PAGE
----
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Puppala, N., J.L. Fowler, L. Poindexter, and H.L. Bhardwaj. 1999. Evaluation of salinity tolerance of canola germination. p. 251–253. In: J. Janick (ed.), Perspectives on new crops and new uses. ASHS Press, Alexandria, VA.


Evaluation of Salinity Tolerance of Canola Germination

Naveen Puppala, James L. Fowler, Linnette Poindexter, and Harbans L. Bhardwaj


  1. METHODOLOGY
  2. EXPERIMENTAL RESULTS
  3. CONCLUSIONS
  4. REFERENCES

Canola (Brassica napus L., B. rapa L., Brassicaceae) is a genetically altered form of rapeseed with low erucic acid, a 22-carbon chain fatty acid that is used in a variety of polymer and lubricant products. Interest in canola is increasing steadily among health-conscious consumers due to its lowest content of saturated fatty acids (<70 g/kg) among major oil seeds. Domestic production of canola would reduce the import costs, enhance the productivity of American farms, and diversify agriculture (Starner et al. 1995). Canola oil is now the third largest source of edible oil following soybean and palm oil (Nowlin 1991). This increased demand, and the need for crop diversification, will undoubtedly promote increased acreage of canola in the western US, where some soils are prone to become saline (Francois 1994). Sims et al. (1993) reported that canola yields in Montana increased greatly with increased availability of water under normal conditions with lowered mean oil content. The average yield of 2.2 to 2.7 t/ha with oil content of 32% to 49% has been reported in Virginia during 1992 to 1995 (Virginia Agricultural Statistics 1995).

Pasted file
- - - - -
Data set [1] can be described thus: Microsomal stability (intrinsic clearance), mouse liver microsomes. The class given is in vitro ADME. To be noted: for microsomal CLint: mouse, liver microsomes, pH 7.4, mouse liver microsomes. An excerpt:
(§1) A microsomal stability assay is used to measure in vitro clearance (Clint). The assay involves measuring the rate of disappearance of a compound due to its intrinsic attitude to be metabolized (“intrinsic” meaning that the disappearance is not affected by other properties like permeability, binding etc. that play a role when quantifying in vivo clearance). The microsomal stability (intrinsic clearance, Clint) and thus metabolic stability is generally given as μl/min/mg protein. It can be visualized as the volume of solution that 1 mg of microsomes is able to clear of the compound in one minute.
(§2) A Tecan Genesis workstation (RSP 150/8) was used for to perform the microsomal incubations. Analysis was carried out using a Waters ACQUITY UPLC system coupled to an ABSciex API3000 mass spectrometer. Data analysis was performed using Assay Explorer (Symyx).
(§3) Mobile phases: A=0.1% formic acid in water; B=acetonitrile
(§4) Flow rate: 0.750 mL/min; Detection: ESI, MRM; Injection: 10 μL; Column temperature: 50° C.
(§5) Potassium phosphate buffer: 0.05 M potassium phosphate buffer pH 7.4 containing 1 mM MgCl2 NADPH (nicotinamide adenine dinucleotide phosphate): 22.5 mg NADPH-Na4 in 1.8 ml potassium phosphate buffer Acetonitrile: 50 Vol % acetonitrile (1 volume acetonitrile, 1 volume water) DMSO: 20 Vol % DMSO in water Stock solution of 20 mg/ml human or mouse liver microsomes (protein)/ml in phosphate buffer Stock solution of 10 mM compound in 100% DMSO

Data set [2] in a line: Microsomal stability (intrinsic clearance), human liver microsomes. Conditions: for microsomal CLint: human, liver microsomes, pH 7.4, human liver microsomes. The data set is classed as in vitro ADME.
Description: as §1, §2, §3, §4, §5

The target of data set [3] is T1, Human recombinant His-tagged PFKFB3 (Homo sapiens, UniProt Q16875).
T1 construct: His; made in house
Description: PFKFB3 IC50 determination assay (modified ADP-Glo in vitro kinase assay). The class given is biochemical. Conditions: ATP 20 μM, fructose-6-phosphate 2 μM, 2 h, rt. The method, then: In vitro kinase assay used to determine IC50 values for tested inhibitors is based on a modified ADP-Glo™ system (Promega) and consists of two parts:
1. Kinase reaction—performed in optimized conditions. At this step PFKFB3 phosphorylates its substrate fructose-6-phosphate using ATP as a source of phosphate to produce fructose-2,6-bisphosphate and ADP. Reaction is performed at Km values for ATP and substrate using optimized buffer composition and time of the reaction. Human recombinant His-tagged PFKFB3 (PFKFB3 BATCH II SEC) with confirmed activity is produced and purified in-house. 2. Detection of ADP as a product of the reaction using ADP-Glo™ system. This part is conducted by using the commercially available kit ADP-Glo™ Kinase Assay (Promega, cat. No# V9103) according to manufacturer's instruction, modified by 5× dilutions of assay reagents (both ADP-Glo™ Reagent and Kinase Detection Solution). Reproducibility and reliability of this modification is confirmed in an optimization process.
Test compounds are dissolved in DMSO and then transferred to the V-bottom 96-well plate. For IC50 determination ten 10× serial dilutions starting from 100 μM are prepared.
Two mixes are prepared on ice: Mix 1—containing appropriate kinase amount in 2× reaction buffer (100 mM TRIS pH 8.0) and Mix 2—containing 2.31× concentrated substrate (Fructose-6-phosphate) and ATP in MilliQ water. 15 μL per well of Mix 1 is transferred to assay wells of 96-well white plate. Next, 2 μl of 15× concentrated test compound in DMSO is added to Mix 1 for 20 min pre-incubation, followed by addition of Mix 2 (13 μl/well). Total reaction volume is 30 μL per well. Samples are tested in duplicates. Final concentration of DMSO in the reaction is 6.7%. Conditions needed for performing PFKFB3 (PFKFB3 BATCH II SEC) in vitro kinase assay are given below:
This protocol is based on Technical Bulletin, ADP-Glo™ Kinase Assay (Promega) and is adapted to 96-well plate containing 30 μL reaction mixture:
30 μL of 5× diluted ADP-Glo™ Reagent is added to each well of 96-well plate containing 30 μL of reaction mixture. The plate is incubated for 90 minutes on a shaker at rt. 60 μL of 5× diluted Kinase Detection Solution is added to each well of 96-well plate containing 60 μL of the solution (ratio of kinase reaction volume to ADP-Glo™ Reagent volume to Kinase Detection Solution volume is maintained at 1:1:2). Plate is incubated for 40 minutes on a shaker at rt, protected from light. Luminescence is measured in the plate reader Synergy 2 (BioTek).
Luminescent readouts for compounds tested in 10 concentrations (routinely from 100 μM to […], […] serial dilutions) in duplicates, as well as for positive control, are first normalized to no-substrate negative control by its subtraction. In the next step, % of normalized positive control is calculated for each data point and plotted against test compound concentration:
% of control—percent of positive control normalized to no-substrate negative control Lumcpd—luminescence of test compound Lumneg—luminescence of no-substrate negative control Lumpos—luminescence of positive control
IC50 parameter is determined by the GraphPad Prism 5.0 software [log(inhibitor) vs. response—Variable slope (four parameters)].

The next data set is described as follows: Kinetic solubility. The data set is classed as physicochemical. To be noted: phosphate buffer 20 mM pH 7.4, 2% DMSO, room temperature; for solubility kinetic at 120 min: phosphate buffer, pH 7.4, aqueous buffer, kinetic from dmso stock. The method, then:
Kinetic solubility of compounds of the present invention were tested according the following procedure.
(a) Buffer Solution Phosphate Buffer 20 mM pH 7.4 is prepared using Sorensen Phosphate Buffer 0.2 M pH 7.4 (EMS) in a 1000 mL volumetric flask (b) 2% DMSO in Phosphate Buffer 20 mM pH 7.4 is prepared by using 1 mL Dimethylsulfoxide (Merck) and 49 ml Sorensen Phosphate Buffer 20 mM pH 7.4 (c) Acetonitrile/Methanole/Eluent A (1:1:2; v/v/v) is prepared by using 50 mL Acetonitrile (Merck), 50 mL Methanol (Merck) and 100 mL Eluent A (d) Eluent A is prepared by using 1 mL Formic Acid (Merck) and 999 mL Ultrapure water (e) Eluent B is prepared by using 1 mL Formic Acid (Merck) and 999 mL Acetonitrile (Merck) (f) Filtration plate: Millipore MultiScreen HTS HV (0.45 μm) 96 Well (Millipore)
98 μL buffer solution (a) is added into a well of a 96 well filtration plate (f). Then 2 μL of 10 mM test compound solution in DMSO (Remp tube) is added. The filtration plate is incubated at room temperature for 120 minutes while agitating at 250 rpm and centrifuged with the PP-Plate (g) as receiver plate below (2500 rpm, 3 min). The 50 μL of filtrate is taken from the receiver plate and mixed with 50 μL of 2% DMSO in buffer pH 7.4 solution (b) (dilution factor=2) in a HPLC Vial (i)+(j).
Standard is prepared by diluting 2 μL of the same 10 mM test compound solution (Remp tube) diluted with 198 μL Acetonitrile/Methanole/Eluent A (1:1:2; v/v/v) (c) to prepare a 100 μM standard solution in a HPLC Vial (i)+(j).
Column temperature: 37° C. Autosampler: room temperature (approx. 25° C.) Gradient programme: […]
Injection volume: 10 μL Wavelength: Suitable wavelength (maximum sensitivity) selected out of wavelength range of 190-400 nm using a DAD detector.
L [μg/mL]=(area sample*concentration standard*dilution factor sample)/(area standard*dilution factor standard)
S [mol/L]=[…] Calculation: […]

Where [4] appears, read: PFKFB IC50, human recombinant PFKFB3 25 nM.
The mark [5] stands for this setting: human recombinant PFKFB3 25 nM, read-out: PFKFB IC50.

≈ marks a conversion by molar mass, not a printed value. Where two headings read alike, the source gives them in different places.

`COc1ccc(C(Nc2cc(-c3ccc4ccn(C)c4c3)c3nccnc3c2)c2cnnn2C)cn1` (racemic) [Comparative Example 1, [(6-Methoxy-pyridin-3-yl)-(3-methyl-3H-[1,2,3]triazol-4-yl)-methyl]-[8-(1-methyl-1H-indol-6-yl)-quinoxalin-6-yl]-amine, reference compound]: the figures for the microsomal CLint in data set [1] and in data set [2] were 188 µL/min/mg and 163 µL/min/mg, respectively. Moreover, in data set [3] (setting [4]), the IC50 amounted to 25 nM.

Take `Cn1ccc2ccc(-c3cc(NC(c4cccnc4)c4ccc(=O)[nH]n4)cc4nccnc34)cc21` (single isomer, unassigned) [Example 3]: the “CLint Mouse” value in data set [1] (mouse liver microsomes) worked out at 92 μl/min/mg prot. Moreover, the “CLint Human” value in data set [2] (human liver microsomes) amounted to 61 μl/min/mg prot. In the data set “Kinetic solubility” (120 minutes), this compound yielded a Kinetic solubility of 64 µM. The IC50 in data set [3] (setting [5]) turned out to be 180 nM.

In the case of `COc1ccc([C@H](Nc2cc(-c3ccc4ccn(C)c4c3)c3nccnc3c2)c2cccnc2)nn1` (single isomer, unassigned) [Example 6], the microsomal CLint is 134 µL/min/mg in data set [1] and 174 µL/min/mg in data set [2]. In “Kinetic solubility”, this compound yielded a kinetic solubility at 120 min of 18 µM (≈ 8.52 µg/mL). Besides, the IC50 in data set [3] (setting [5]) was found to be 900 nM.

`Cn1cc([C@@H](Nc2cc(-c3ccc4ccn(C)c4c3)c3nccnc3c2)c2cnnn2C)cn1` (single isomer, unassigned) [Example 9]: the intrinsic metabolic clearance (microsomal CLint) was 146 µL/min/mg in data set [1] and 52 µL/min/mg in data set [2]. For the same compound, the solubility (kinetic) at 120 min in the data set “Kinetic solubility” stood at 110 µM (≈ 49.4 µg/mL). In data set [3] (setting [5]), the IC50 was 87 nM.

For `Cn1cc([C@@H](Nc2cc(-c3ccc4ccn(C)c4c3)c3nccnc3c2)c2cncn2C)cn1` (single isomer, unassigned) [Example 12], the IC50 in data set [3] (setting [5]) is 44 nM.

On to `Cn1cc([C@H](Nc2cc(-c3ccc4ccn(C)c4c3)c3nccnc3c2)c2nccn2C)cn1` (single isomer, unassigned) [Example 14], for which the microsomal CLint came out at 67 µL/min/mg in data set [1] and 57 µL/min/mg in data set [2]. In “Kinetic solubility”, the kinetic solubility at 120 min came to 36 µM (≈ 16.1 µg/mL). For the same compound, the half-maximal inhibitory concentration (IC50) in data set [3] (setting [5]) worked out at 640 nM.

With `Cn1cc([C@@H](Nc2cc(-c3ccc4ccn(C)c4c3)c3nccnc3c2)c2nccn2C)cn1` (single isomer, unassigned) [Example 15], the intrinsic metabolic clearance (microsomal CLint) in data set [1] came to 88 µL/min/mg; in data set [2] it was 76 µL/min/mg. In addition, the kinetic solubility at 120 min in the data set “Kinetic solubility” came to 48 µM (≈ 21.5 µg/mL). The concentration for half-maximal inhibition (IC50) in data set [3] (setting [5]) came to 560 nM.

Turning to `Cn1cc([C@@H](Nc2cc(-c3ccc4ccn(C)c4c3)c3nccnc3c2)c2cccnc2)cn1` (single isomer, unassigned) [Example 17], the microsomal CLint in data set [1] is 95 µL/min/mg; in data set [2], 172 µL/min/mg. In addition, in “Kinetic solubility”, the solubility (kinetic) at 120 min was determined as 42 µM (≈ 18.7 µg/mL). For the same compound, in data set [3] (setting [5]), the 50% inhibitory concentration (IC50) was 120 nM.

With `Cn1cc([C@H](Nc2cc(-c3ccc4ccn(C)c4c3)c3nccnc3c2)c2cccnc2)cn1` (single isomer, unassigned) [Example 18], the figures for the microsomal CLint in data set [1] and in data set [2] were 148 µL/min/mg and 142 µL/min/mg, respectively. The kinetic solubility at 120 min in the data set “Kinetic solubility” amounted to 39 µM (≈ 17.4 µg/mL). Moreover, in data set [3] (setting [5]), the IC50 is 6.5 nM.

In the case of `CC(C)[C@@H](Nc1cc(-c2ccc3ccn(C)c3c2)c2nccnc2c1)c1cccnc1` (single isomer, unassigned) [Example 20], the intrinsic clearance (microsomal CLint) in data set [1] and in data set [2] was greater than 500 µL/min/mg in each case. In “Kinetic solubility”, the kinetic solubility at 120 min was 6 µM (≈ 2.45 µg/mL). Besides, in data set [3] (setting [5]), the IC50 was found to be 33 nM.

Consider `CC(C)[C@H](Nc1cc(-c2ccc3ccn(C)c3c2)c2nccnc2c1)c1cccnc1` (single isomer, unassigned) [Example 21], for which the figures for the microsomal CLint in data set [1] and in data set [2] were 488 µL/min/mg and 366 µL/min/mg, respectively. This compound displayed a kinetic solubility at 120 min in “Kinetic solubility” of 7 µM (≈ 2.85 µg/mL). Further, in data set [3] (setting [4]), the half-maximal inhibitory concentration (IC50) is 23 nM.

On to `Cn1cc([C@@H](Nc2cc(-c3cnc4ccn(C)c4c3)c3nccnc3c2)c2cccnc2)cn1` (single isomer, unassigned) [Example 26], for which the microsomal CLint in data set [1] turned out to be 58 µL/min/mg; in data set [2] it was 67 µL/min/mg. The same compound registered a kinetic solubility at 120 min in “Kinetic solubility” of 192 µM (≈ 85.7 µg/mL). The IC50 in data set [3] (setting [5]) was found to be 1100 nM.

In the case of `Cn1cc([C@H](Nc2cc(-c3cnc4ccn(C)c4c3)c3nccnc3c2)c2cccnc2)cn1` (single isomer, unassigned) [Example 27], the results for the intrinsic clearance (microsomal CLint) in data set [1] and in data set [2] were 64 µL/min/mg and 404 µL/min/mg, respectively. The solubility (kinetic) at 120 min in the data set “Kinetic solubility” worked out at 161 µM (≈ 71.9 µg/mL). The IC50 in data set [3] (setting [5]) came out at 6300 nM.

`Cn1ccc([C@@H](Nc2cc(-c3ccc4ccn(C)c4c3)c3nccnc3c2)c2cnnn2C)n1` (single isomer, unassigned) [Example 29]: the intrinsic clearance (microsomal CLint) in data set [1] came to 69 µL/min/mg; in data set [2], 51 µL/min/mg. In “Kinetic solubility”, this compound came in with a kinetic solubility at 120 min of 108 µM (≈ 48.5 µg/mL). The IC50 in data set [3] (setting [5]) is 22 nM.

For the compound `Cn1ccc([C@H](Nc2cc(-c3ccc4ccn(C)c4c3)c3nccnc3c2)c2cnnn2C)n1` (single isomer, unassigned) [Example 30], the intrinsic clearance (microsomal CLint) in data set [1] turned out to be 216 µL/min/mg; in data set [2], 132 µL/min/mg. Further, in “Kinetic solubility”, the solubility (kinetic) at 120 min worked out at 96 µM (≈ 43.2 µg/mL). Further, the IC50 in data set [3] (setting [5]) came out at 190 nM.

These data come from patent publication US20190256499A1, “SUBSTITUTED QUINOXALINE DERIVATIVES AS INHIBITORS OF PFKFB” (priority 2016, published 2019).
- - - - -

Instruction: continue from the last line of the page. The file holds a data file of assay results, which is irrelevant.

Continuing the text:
The traditional approach to the cropping of arid lands has been to use conventional cultivars and modify the soil and water to meet the needs of the crop, or to make genetic selections from established cultivars for improved performance under arid conditions. Saline soils and saline irrigation waters present potential hazards to canola production. Germination is one of the most critical periods for a crop subjected to salinity. Germination failures on saline soils are often the results of high salt concentrations in the seed planting zone because of upward movement of soil solution and subsequent evaporation at the soil surface (Bernstein 1974). These salts interfere with seed germination and crop establishment (Fowler 1991).

In an effort to develop the low erucic acid cultivars, the plant breeders are at the same time attempting to look for seedlings, which are tolerant to salinity. The two species of canola B. napus and B. campestris are classified as tolerant to salinity as per Maas and Hoffman (1977) salt tolerance classification table. Maas (1990) reported that even though both the species exhibit high salinity thresholds, the rate of yield decline above the thresholds was much greater than most other crops in the tolerant category. Shafii et al. (1992) reported that winter canola cultivars grown Pacific northwest had significantly higher oil content than the same ones grown in the Southeastern US.